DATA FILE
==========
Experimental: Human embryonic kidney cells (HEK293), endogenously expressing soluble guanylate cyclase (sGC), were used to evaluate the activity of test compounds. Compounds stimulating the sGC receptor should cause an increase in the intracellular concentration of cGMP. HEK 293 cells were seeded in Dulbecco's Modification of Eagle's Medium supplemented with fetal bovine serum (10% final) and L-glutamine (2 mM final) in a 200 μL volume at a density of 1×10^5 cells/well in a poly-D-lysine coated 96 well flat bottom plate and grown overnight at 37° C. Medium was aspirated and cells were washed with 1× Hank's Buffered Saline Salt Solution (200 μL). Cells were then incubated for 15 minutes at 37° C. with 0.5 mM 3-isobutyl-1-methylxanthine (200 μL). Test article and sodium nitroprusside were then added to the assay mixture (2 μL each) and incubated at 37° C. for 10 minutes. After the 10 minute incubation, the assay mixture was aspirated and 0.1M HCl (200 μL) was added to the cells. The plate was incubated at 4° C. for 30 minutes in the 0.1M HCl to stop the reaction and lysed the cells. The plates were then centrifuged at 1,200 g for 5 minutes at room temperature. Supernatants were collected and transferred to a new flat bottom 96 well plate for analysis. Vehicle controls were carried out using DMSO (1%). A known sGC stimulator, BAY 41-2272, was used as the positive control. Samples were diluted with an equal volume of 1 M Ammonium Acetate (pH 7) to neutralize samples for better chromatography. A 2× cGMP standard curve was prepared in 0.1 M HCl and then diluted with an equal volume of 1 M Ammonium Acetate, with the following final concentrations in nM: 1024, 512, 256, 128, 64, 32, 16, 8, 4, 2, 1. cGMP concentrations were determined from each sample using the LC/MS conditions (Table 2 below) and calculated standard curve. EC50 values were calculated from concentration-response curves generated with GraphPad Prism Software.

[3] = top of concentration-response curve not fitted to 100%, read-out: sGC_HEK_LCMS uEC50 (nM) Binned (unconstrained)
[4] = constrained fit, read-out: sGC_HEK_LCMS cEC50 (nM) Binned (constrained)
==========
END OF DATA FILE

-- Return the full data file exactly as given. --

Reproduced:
Experimental: Human embryonic kidney cells (HEK293), endogenously expressing soluble guanylate cyclase (sGC), were used to evaluate the activity of test compounds. Compounds stimulating the sGC receptor should cause an increase in the intracellular concentration of cGMP. HEK 293 cells were seeded in Dulbecco's Modification of Eagle's Medium supplemented with fetal bovine serum (10% final) and L-glutamine (2 mM final) in a 200 μL volume at a density of 1×10^5 cells/well in a poly-D-lysine coated 96 well flat bottom plate and grown overnight at 37° C. Medium was aspirated and cells were washed with 1× Hank's Buffered Saline Salt Solution (200 μL). Cells were then incubated for 15 minutes at 37° C. with 0.5 mM 3-isobutyl-1-methylxanthine (200 μL). Test article and sodium nitroprusside were then added to the assay mixture (2 μL each) and incubated at 37° C. for 10 minutes. After the 10 minute incubation, the assay mixture was aspirated and 0.1M HCl (200 μL) was added to the cells. The plate was incubated at 4° C. for 30 minutes in the 0.1M HCl to stop the reaction and lysed the cells. The plates were then centrifuged at 1,200 g for 5 minutes at room temperature. Supernatants were collected and transferred to a new flat bottom 96 well plate for analysis. Vehicle controls were carried out using DMSO (1%). A known sGC stimulator, BAY 41-2272, was used as the positive control. Samples were diluted with an equal volume of 1 M Ammonium Acetate (pH 7) to neutralize samples for better chromatography. A 2× cGMP standard curve was prepared in 0.1 M HCl and then diluted with an equal volume of 1 M Ammonium Acetate, with the following final concentrations in nM: 1024, 512, 256, 128, 64, 32, 16, 8, 4, 2, 1. cGMP concentrations were determined from each sample using the LC/MS conditions (Table 2 below) and calculated standard curve. EC50 values were calculated from concentration-response curves generated with GraphPad Prism Software.

[3] = top of concentration-response curve not fitted to 100%, read-out: sGC_HEK_LCMS uEC50 (nM) Binned (unconstrained)
[4] = constrained fit, read-out: sGC_HEK_LCMS cEC50 (nM) Binned (constrained)